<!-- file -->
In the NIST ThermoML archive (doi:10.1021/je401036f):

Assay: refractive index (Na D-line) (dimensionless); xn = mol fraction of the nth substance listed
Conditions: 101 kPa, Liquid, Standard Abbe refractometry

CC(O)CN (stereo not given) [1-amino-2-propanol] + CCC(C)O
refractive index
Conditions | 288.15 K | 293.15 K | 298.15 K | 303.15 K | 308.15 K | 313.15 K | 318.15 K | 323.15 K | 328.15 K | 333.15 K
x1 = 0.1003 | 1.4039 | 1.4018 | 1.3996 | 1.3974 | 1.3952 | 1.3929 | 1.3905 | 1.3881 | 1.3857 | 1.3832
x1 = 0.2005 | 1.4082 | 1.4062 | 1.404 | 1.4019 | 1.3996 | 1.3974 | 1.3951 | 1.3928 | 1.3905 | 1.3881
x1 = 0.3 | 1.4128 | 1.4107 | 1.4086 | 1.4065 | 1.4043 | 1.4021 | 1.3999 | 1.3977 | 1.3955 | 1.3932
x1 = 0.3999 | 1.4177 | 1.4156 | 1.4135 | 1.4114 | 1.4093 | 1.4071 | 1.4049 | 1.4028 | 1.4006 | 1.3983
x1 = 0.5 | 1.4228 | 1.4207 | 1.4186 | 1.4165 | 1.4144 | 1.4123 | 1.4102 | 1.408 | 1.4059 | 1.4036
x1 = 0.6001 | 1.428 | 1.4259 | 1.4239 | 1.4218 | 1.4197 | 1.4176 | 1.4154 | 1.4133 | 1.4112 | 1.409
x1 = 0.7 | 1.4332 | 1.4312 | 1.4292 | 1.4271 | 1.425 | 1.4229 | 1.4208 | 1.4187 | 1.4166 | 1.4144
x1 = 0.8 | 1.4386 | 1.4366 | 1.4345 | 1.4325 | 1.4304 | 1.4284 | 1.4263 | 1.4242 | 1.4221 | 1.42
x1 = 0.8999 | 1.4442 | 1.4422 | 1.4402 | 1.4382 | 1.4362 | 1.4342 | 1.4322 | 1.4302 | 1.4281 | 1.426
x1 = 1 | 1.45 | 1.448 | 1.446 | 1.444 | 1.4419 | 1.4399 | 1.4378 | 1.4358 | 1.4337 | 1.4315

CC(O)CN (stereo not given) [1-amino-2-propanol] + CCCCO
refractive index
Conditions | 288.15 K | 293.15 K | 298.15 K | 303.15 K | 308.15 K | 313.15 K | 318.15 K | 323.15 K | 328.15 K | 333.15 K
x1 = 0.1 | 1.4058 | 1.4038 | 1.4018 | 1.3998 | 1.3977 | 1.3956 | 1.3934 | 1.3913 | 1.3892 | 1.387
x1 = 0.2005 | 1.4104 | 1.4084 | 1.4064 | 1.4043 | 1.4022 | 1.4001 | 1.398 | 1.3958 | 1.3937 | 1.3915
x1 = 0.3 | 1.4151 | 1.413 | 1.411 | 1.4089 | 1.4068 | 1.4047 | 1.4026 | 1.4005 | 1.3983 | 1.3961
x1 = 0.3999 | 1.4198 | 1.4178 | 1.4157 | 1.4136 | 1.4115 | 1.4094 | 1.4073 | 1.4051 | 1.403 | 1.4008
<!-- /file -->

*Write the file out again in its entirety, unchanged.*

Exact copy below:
In the NIST ThermoML archive (doi:10.1021/je401036f):

Assay: refractive index (Na D-line) (dimensionless); xn = mol fraction of the nth substance listed
Conditions: 101 kPa, Liquid, Standard Abbe refractometry

CC(O)CN (stereo not given) [1-amino-2-propanol] + CCC(C)O
refractive index
Conditions | 288.15 K | 293.15 K | 298.15 K | 303.15 K | 308.15 K | 313.15 K | 318.15 K | 323.15 K | 328.15 K | 333.15 K
x1 = 0.1003 | 1.4039 | 1.4018 | 1.3996 | 1.3974 | 1.3952 | 1.3929 | 1.3905 | 1.3881 | 1.3857 | 1.3832
x1 = 0.2005 | 1.4082 | 1.4062 | 1.404 | 1.4019 | 1.3996 | 1.3974 | 1.3951 | 1.3928 | 1.3905 | 1.3881
x1 = 0.3 | 1.4128 | 1.4107 | 1.4086 | 1.4065 | 1.4043 | 1.4021 | 1.3999 | 1.3977 | 1.3955 | 1.3932
x1 = 0.3999 | 1.4177 | 1.4156 | 1.4135 | 1.4114 | 1.4093 | 1.4071 | 1.4049 | 1.4028 | 1.4006 | 1.3983
x1 = 0.5 | 1.4228 | 1.4207 | 1.4186 | 1.4165 | 1.4144 | 1.4123 | 1.4102 | 1.408 | 1.4059 | 1.4036
x1 = 0.6001 | 1.428 | 1.4259 | 1.4239 | 1.4218 | 1.4197 | 1.4176 | 1.4154 | 1.4133 | 1.4112 | 1.409
x1 = 0.7 | 1.4332 | 1.4312 | 1.4292 | 1.4271 | 1.425 | 1.4229 | 1.4208 | 1.4187 | 1.4166 | 1.4144
x1 = 0.8 | 1.4386 | 1.4366 | 1.4345 | 1.4325 | 1.4304 | 1.4284 | 1.4263 | 1.4242 | 1.4221 | 1.42
x1 = 0.8999 | 1.4442 | 1.4422 | 1.4402 | 1.4382 | 1.4362 | 1.4342 | 1.4322 | 1.4302 | 1.4281 | 1.426
x1 = 1 | 1.45 | 1.448 | 1.446 | 1.444 | 1.4419 | 1.4399 | 1.4378 | 1.4358 | 1.4337 | 1.4315

CC(O)CN (stereo not given) [1-amino-2-propanol] + CCCCO
refractive index
Conditions | 288.15 K | 293.15 K | 298.15 K | 303.15 K | 308.15 K | 313.15 K | 318.15 K | 323.15 K | 328.15 K | 333.15 K
x1 = 0.1 | 1.4058 | 1.4038 | 1.4018 | 1.3998 | 1.3977 | 1.3956 | 1.3934 | 1.3913 | 1.3892 | 1.387
x1 = 0.2005 | 1.4104 | 1.4084 | 1.4064 | 1.4043 | 1.4022 | 1.4001 | 1.398 | 1.3958 | 1.3937 | 1.3915
x1 = 0.3 | 1.4151 | 1.413 | 1.411 | 1.4089 | 1.4068 | 1.4047 | 1.4026 | 1.4005 | 1.3983 | 1.3961
x1 = 0.3999 | 1.4198 | 1.4178 | 1.4157 | 1.4136 | 1.4115 | 1.4094 | 1.4073 | 1.4051 | 1.403 | 1.4008